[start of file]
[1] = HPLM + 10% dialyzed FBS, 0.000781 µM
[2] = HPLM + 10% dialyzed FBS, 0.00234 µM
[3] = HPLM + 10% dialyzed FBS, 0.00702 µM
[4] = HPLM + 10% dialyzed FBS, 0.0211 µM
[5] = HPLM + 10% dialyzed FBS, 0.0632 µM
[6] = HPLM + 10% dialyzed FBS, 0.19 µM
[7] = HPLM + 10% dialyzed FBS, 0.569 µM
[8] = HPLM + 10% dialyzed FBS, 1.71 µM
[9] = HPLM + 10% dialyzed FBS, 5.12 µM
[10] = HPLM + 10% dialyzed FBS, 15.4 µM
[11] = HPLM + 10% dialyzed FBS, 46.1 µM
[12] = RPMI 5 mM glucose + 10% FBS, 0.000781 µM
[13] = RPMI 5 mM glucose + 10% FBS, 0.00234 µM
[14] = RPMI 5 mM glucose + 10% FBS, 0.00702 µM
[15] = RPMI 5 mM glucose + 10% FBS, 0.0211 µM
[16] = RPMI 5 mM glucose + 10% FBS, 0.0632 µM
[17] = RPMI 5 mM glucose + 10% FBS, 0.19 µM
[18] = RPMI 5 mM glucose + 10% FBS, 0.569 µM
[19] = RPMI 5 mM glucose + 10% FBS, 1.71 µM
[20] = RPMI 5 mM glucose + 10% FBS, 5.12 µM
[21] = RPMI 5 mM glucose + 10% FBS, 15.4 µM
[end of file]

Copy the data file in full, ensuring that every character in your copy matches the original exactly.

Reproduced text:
[1] = HPLM + 10% dialyzed FBS, 0.000781 µM
[2] = HPLM + 10% dialyzed FBS, 0.00234 µM
[3] = HPLM + 10% dialyzed FBS, 0.00702 µM
[4] = HPLM + 10% dialyzed FBS, 0.0211 µM
[5] = HPLM + 10% dialyzed FBS, 0.0632 µM
[6] = HPLM + 10% dialyzed FBS, 0.19 µM
[7] = HPLM + 10% dialyzed FBS, 0.569 µM
[8] = HPLM + 10% dialyzed FBS, 1.71 µM
[9] = HPLM + 10% dialyzed FBS, 5.12 µM
[10] = HPLM + 10% dialyzed FBS, 15.4 µM
[11] = HPLM + 10% dialyzed FBS, 46.1 µM
[12] = RPMI 5 mM glucose + 10% FBS, 0.000781 µM
[13] = RPMI 5 mM glucose + 10% FBS, 0.00234 µM
[14] = RPMI 5 mM glucose + 10% FBS, 0.00702 µM
[15] = RPMI 5 mM glucose + 10% FBS, 0.0211 µM
[16] = RPMI 5 mM glucose + 10% FBS, 0.0632 µM
[17] = RPMI 5 mM glucose + 10% FBS, 0.19 µM
[18] = RPMI 5 mM glucose + 10% FBS, 0.569 µM
[19] = RPMI 5 mM glucose + 10% FBS, 1.71 µM
[20] = RPMI 5 mM glucose + 10% FBS, 5.12 µM
[21] = RPMI 5 mM glucose + 10% FBS, 15.4 µM